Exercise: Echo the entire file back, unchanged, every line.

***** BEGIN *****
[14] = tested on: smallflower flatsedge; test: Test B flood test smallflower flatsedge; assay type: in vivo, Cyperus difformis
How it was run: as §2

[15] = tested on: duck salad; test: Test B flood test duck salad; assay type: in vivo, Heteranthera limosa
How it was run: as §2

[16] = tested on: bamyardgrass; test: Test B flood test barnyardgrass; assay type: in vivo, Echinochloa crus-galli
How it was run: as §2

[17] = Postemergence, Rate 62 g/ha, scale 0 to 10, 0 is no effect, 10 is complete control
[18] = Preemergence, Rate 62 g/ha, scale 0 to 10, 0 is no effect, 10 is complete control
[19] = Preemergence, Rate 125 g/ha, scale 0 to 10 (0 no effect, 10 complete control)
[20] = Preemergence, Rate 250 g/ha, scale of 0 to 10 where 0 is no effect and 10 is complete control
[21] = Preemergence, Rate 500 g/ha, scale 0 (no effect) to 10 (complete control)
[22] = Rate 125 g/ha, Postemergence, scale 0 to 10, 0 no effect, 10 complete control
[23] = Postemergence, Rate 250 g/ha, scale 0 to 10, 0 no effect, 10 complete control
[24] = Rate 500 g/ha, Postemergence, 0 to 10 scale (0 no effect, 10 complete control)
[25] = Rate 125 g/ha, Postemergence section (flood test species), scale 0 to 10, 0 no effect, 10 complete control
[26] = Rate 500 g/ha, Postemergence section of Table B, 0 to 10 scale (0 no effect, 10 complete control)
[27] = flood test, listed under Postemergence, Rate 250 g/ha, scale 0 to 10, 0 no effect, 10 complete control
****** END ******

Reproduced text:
[14] = tested on: smallflower flatsedge; test: Test B flood test smallflower flatsedge; assay type: in vivo, Cyperus difformis
How it was run: as §2

[15] = tested on: duck salad; test: Test B flood test duck salad; assay type: in vivo, Heteranthera limosa
How it was run: as §2

[16] = tested on: bamyardgrass; test: Test B flood test barnyardgrass; assay type: in vivo, Echinochloa crus-galli
How it was run: as §2

[17] = Postemergence, Rate 62 g/ha, scale 0 to 10, 0 is no effect, 10 is complete control
[18] = Preemergence, Rate 62 g/ha, scale 0 to 10, 0 is no effect, 10 is complete control
[19] = Preemergence, Rate 125 g/ha, scale 0 to 10 (0 no effect, 10 complete control)
[20] = Preemergence, Rate 250 g/ha, scale of 0 to 10 where 0 is no effect and 10 is complete control
[21] = Preemergence, Rate 500 g/ha, scale 0 (no effect) to 10 (complete control)
[22] = Rate 125 g/ha, Postemergence, scale 0 to 10, 0 no effect, 10 complete control
[23] = Postemergence, Rate 250 g/ha, scale 0 to 10, 0 no effect, 10 complete control
[24] = Rate 500 g/ha, Postemergence, 0 to 10 scale (0 no effect, 10 complete control)
[25] = Rate 125 g/ha, Postemergence section (flood test species), scale 0 to 10, 0 no effect, 10 complete control
[26] = Rate 500 g/ha, Postemergence section of Table B, 0 to 10 scale (0 no effect, 10 complete control)
[27] = flood test, listed under Postemergence, Rate 250 g/ha, scale 0 to 10, 0 no effect, 10 complete control